Disaster response continues to represent the largest portion of the International Federation work, with assistance to around 30 million people annually from refugees to victims of natural disasters. This section includes our emergency response units and issues relating to humanitarian policies as we strive to improve the quality of our immediate response and long-term rehabilitation work. (Note that news and situation reports relating to all our operations are found in the Where we work section.)
The sharp increase in the number of natural disasters worldwide in recent years has prompted the Federation to devote more attention to disaster preparedness activities. These aim to make National Societies and communities more aware of the risks they face, how to reduce their vulnerability, and how to cope when disaster strikes.
Bringing emergency relief to refugees and victims of poverty and disasters has been a key activity of the International Federation and its member National Societies for more than 80 years.
Disaster Relief Emergency Fund (DREF)
A pool of unearmarked money used to provide immediate funding for emergencies.
Millions of people face climate change related disasters every year.
We can save more lives and reduce more suffering if we can act before a disaster.
Related publication Early warning, early action
Emergency Response Units (ERU)
Pre-trained teams of specialist volunteers and pre-packed sets of standardized equipment ready for immediate use.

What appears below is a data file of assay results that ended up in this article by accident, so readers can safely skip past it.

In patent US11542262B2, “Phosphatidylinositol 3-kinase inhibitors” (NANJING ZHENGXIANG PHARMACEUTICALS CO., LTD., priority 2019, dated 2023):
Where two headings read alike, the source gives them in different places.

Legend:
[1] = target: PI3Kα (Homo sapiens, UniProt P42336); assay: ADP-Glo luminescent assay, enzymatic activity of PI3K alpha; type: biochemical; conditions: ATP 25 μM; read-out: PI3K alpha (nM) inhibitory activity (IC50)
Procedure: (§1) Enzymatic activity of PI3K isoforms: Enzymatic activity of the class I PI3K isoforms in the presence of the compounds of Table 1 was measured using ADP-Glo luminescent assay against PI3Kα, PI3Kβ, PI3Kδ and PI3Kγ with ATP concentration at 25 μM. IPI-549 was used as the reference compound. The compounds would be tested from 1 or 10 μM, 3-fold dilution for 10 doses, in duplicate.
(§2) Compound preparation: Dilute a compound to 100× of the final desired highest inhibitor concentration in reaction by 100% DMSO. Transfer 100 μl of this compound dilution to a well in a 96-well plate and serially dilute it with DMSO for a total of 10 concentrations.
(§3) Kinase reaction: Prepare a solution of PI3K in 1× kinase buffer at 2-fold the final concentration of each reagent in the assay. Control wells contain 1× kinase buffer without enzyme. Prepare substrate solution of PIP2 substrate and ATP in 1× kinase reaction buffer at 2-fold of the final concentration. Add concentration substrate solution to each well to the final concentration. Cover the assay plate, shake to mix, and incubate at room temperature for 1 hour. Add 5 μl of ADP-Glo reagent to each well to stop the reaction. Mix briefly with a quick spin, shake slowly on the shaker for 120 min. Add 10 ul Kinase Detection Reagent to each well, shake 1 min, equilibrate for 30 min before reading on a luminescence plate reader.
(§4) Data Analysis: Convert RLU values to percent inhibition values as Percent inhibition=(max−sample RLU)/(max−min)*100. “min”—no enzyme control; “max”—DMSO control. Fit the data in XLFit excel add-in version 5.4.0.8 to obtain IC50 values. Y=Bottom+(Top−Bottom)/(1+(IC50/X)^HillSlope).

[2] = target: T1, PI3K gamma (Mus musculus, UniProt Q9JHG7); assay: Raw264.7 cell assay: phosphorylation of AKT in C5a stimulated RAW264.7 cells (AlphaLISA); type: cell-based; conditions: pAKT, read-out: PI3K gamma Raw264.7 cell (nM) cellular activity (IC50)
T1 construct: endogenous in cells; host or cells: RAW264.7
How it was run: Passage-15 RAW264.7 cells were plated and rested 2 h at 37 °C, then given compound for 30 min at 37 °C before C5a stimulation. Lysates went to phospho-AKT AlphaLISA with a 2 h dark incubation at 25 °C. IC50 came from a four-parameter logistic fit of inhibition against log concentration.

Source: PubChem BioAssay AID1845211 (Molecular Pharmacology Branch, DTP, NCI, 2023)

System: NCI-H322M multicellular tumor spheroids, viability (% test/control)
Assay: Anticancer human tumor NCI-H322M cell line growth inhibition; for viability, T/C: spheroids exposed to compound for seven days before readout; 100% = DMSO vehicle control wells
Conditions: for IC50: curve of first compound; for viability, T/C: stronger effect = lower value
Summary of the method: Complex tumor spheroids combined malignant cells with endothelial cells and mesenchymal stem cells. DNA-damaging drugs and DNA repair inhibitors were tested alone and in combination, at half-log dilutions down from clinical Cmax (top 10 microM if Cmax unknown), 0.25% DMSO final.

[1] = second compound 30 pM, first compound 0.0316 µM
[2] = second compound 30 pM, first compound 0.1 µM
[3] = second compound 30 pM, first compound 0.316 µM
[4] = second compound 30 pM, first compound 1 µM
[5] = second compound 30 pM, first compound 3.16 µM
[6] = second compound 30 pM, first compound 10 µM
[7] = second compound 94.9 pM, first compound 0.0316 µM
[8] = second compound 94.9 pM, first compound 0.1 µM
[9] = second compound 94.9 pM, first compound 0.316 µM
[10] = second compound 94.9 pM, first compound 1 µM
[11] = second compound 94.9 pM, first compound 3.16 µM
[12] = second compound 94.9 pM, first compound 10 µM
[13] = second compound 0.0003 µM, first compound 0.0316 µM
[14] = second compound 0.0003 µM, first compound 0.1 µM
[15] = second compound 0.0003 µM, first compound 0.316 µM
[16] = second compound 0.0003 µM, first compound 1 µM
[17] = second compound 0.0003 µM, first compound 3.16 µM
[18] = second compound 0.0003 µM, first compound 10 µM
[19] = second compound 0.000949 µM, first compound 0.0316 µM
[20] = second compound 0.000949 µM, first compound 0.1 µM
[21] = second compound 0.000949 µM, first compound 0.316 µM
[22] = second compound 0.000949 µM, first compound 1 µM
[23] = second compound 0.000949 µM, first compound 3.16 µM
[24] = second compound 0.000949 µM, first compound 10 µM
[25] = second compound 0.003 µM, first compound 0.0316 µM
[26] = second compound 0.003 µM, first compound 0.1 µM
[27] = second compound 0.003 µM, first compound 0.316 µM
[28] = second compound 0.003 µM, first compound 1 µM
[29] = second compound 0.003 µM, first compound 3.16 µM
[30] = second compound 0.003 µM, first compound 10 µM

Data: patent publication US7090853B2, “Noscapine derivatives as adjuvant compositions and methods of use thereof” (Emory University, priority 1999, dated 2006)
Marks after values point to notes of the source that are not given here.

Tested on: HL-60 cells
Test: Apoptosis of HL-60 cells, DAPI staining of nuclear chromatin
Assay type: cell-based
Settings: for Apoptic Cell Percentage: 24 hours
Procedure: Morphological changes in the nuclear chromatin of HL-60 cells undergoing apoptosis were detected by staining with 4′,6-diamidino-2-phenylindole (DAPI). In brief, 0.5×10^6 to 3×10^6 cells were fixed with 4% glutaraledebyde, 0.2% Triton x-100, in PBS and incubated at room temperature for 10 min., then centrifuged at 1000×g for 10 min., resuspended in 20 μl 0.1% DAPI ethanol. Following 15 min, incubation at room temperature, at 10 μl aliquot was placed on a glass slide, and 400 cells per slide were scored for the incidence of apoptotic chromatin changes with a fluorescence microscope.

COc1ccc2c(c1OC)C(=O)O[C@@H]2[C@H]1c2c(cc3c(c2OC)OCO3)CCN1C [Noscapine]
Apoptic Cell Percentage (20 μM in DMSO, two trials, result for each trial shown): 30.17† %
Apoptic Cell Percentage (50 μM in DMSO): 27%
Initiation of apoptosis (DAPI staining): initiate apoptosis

Field assessment and coordination teams (FACT)
Teams of experienced Red Cross/Red Crescent disaster managers on standby to support sudden major disasters.
Disaster Management Information System (DMIS)
A web-based tool for Red Cross/Red Crescent personnel including disaster trends, tools and databases.
DMIS site (password protected)
Find out information about IFRC food security activities and guidelines
Disaster Law programme
The Disaster Law programme seeks to reduce human vulnerability by promoting legal preparedness for disasters. Legal issues are often invisible in emergencies, but effective disaster laws underpin the safety of our homes, the efficiency of emergency responders and the success of recovery efforts.
Code of Conduct
The Code of Conduct seeks to maintain the high standards of independence, effectiveness and impact to which disaster response NGOs and the International Red Cross and Red Crescent Movement aspires.